Tag Archives: Velvet Underground

Six degrees of separation from Lou Reed

Calvin Wynter wearing a yellow rubber glove this morning

Calvin Wynter was getting medical results in yesterday’s blog

Yesterday’s blog ended with New York theatre producer Calvin Wynter saying: “They called me on Friday which means I think I may have cancer. I don’t know. So far, everything that’s thought to have been cancerous was not – like the polyps I got from my colonoscopy. I had three polyps. No cancer. So who knows? Maybe the third time isn’t so good but, y’know look – I’ve had a shaved head before.”

Calvin has now to come back to say: “My jawbone lesion is benign… Yay!”

In a blog during the Edinburgh Fringe, I mentioned rock star Lou Reed, as portrayed  in the show Transformer. The Fringe show was performed as if in Max’s Kansas City club, New York, in the 1970s. I asked him if he had ever seen Lou Reed perform live:

Calvin Wynter in 1977

Calvin Wynter in 1977

“I was a teenager going to Bronx Science,” Calvin told me, “living in Queens and spending most of my waking hours in Manhattan. Max’s Kansas City was always an allure. You could drink at 18 in NYC at the time and I was 17 with a very good fake ID. So, when I heard the musicians’ musician, Lou Reed, was playing that night at Max’s, I thought: School work be damned! and, ID in hand, two subway tokens and a few bucks in my pocket, I went to see live what I had heard on vinyl so many times before that the grooves were worn out and I had had to buy a second album of Transformer.

Lou Reed's Transformer album

Lou Reed’s Transformer album, released 1972

“In performance, Lou Reed was dark and foreboding which captured the energy of New York City of the 1970s. His beat combined with superb lyrics strung together shards of life, glittering dark and sharp. There was very little movement in his performance, but I and the rest of the audience were moved and moving. Lou Reed was simply so good! You were cheek to jowl, but Lou made you feel like you were in your own bubble and only he could pierce it and touch you. By the way, the steak at Max’s Kansas City was great!”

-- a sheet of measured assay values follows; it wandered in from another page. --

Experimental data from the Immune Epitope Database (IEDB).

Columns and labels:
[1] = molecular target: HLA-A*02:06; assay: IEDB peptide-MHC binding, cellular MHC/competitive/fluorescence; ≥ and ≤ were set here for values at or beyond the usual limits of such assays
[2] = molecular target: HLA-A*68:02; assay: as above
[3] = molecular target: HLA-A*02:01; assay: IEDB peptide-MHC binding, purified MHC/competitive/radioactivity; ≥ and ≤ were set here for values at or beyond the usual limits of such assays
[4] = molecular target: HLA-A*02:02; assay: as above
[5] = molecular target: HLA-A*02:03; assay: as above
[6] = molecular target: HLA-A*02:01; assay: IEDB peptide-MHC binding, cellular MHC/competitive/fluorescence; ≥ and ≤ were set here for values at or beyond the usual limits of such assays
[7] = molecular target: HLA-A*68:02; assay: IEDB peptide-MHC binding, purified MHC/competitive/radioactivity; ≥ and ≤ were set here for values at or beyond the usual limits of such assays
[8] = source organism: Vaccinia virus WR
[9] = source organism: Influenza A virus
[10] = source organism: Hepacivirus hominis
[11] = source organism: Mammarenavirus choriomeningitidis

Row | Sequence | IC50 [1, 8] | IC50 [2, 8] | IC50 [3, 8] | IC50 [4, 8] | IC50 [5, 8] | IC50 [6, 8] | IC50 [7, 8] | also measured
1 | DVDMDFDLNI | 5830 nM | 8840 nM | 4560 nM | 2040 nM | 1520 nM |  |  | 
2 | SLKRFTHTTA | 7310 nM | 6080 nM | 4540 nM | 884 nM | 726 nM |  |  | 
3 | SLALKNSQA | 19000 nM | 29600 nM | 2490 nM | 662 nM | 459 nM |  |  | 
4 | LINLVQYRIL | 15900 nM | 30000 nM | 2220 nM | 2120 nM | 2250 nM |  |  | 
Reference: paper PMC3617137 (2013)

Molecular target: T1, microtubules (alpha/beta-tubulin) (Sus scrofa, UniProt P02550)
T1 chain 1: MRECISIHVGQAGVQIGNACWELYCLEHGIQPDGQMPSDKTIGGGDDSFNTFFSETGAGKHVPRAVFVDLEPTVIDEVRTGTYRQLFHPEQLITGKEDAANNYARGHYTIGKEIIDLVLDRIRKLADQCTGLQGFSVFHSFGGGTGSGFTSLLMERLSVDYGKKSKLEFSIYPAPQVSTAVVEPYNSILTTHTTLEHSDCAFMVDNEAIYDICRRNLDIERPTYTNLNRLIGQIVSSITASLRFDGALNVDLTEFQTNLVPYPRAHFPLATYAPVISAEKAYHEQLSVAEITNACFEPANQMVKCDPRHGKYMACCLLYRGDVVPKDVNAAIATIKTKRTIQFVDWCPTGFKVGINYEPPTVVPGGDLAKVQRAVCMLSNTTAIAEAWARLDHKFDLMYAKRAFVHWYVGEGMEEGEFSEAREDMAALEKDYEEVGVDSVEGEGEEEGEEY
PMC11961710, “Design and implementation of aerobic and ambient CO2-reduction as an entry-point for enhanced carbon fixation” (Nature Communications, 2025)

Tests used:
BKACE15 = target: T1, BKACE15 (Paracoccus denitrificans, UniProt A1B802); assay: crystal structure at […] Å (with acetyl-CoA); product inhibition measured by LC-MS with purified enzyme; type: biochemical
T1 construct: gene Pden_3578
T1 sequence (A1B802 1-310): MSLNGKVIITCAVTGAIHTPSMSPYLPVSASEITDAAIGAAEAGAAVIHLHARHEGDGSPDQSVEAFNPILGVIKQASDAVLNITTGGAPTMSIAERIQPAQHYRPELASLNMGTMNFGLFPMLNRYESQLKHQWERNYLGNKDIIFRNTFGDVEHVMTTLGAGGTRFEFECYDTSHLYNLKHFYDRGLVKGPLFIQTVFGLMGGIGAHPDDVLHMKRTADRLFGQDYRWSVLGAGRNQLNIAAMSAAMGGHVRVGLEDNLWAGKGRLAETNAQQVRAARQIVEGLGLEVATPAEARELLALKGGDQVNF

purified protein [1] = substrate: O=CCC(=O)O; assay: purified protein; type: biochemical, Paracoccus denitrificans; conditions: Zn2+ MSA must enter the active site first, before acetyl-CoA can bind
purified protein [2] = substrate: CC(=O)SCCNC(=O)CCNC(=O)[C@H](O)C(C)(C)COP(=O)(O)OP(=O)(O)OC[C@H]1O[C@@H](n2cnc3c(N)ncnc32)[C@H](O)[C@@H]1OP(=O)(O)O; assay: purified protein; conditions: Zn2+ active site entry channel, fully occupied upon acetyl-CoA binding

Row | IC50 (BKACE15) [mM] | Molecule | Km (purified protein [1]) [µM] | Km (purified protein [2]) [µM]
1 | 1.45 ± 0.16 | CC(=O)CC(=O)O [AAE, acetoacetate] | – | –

I also, almost inevitably, asked New York-born, UK-based comedian Lewis Schaffer.

Lou Reed in 1986 (Photo Steven Toole

Lou Reed performs in East Rutherford, New Jersey, 1986 (Photograph by Steven Toole)

“No, I missed Lou Reed,” he told me. “One summer I lived around the corner across from Andy Warhol’s studio on Broadway and I went into Max’s once but the Velvet Underground were long gone. Weirdly, the drummer from the Velvets – Billy Yule – lived on the corner of the very leafy street in Great Neck I grew up on… in a run-down house with a small fish pond in the yard which I envied as a child. I thought the place was haunted.”

Six degrees of separation, indeed.

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Edinburgh Fringe myths and Lou Reed

There were two notable shows which I saw at the Edinburgh Fringe yesterday, both about myths. One was Charlie Dinkin’s Child Star, in which she is a (fictional) eponymous and now slightly twitchy former stellar performer.

The other was Transformer, a tribute to Lou Reed. I am a big fan of Lou Reed.

Last night’s show – supposedly a performance at Max’s Kansas City in New York in (I think) the 1970s – was like a re-imagined Las Vegas version of Lou Reed. Loud, rocking, lively, hard-edged, professional. Everything you want in the West End or Broadway production of a rock star tribute.